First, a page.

Prime Minister K P Sharma Oli on Sunday said he tried to clear the “misconception” about Nepal’s new Constitution during his India visit when he also assured the Indian leadership that he would not allow the Nepalese territory to be used against any of its neighbours.
Oli said he has always emphasised on maintaining Nepal’s territorial integrity and sovereignty while making bilateral dealings and during his visit to India, he tried to maintain “high dignity” of the country.
He said that during his high-level political meetings in Delhi, he had “tried to clear all doubts regarding the misconception” about the new Constitution of Nepal, opposed by Madhesis who are largely of Indian-origin.
“The constitution has treated all the citizens equally and there is no bias against any community,” he added.
The 64-year-old premier said his maiden six-day state visit to India, which was his first overseas, had been instrumental in clearing past misunderstandings and contributed in strengthening the relations between the two neighbours.
, speaking as chief guest at a programme here.
“Nepal–India relations can see ups and downs in the course of time and move hither and thither but there is no way that the relations could take a wrong course”, he said, while terming the visit as “very much successful” that “made significant contributions in strengthening the bilateral ties”.
Oli, who is expected to travel to Beijing next month, also rejected reports that he had played the China card against India.
“I don’t believe in playing cards for one against the other. We want to develop friendly relations with both our neighbours on the basis of equality and mutual benefits,” he clarified.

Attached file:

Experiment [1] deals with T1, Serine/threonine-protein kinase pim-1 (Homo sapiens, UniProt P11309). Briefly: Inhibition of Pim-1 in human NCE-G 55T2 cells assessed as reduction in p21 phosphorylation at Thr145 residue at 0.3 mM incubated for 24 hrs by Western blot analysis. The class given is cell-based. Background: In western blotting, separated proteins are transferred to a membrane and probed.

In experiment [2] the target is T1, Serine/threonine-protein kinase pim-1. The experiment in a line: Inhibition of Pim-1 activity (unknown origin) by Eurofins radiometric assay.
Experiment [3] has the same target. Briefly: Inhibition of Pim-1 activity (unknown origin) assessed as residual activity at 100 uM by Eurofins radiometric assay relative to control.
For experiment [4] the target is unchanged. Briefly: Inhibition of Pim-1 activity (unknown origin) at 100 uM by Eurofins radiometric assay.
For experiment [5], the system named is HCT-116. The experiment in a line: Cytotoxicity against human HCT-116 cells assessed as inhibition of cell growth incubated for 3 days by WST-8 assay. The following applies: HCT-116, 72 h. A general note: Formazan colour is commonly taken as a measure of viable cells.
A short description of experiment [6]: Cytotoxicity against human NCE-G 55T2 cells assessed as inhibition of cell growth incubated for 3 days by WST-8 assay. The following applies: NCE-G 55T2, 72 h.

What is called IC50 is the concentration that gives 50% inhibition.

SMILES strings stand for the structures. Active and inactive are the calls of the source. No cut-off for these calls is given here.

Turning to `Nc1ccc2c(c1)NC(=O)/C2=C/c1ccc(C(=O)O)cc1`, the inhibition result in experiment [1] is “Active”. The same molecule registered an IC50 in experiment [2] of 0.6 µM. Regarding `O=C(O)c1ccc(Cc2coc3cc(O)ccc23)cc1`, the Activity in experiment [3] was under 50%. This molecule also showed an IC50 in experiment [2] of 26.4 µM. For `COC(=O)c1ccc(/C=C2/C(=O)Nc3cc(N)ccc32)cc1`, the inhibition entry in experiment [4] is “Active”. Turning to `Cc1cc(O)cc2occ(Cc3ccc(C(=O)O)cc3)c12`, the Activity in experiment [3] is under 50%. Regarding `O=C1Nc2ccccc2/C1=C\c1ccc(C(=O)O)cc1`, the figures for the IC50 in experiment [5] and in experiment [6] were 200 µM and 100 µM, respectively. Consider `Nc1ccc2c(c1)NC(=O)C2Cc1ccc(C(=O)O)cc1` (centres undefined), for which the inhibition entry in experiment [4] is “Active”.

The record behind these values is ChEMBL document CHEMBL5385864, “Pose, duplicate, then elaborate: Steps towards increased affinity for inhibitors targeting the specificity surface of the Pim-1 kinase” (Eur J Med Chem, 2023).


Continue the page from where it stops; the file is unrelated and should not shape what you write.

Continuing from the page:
He said he had properly conveyed the message to the Indian leadership that Nepal would not allow its territory to be used against any of its neighbours.
“We will definitely honour and respect India’s genuine concerns and interests,” he pointed out.
Nepal-India ties suffered when Madhesis led a nearly six- month-long violent protest over better representation in the Parliament and the federal structure of the new Constitution that divides their ancestral homeland.
The agitation, which claimed over 50 lives before being called off unexpectedly, also saw blockade of key border trade points with India that led to acute shortage of essentials like fuel and medicine in the landlocked country.
The various MoUs signed during his visit to India including construction of 1,792 km-long postal roads, opening of Visakhapatnam port and using Banglabandha corridor for Nepal were major achievements, he said.
Former minister and former Ambassador of Nepal to India Bhesh Bahadur Thapa said Nepal should try to resolve its internal issues through political means by holding dialogue and also make diplomatic efforts to improve relations with India.
Another former minister and leader of Rastriya Prajatantra Party, Prakash Chandra Lohani, said Indian bureaucracy should come out of the “colonial mindset” and try to deal with neighbours in the new geopolitical context as Nepal cannot ignore its northern neighbor while trying to maintain friendly relations with the southern one.
Senior leader of ruling CPN-UML Pradip Gywali said Nepal- India relations should not be made victim to the activities of some sections of the people, who are expressing their dissatisfaction to certain provisions of the Constitution.
Deputy chief of mission of Indian embassy Binay Kumar said the premier’s recent visit to India was very important and India has also conveyed message of friendship during the high-level talks.
Referring to the border blockade, he said Nepal should not play the blame game, instead it should focus on harnessing its resources and India is ready to extend necessary assistance in that direction.
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